Well, there are some tools from hardware companies that do that, e.g. Apple’s profilers are pretty awesome (Apple Developer Documentation). For Desktop Intel GPA is a nice general purpose tool, that can give you some insights on your bottlenecks. Sadly I was not able to hook it to the browser.

I totally agree, I doubt that there is one magic addon or builtin browser functionality, but I was hoping that maybe some external tool might be able to hook into the webgl context to give a better understanding of vertex and fragment shader times. Firefox also had a live shader editor once, but sadly they deprecated it. :man_shrugging:

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External profiling tools might help too, but isolating the bottleneck is the most obvious approach to find the issue, as other things going on can contribute and cause something else to appear like being the bottleneck. I experienced a couple bugs before that won’t relate to the app but the browser API or possibly driver related that can temporarily appear, especially when a shader bomb dropped.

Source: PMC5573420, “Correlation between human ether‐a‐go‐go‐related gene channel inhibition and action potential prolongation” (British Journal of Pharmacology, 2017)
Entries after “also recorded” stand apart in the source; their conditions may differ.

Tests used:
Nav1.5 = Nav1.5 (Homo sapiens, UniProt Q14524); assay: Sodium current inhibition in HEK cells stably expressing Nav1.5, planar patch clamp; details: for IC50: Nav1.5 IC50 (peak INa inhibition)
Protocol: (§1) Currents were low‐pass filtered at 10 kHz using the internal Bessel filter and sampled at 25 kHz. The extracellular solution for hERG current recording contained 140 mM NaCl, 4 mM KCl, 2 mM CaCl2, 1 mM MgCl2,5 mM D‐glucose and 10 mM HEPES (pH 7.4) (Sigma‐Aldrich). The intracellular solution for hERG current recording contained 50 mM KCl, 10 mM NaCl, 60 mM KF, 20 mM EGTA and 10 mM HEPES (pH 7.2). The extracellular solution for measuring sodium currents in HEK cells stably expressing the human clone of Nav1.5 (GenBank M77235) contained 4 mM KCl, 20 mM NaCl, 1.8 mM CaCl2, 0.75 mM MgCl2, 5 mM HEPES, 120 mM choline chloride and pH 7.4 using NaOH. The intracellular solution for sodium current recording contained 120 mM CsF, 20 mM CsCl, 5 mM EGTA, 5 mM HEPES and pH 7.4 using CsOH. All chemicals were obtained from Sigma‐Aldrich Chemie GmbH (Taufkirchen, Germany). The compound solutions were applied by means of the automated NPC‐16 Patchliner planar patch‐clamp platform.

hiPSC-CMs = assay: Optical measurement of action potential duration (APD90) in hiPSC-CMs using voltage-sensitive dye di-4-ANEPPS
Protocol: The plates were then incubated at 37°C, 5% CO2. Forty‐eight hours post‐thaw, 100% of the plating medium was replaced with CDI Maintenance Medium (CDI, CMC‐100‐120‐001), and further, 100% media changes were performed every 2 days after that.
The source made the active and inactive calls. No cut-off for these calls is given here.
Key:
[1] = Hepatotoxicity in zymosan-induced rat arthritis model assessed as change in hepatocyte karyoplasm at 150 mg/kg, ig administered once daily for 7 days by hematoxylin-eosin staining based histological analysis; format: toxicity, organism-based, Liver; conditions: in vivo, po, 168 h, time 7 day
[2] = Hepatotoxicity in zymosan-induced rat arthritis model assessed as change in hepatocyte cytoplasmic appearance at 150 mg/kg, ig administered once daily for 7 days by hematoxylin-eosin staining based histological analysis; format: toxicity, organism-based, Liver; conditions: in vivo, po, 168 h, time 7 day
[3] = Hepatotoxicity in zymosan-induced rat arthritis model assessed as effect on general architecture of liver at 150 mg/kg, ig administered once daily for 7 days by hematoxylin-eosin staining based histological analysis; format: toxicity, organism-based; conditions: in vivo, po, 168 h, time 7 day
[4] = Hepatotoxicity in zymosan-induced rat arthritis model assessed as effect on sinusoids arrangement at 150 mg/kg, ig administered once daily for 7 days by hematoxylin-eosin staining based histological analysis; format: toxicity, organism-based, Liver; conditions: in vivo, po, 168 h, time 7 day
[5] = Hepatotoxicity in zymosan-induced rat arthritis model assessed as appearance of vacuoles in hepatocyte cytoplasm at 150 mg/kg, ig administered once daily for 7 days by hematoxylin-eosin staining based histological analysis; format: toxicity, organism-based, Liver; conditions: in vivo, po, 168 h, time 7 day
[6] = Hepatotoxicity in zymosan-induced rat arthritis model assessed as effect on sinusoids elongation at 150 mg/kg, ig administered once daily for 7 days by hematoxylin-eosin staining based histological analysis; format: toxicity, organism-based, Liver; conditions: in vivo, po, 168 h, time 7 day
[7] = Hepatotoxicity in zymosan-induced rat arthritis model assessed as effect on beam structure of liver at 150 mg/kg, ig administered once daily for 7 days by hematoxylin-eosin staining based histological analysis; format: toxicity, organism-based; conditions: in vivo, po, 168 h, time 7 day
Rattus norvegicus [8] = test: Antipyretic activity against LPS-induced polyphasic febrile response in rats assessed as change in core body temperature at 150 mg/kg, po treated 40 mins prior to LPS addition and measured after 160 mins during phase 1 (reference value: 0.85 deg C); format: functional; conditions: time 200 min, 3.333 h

Interesting point, thanks for the insight!
Can you recommend any external tools you used for profiling?

As for telling, if the application is GPU bound, I currently just reduce the render resolution to see if it runs better then, which gives me an idea if the pixel shaders are too heavy. I also learnt that there is Scene.overrideMaterial (https://threejs.org/docs/#api/en/scenes/Scene.overrideMaterial), which sounds quite handy.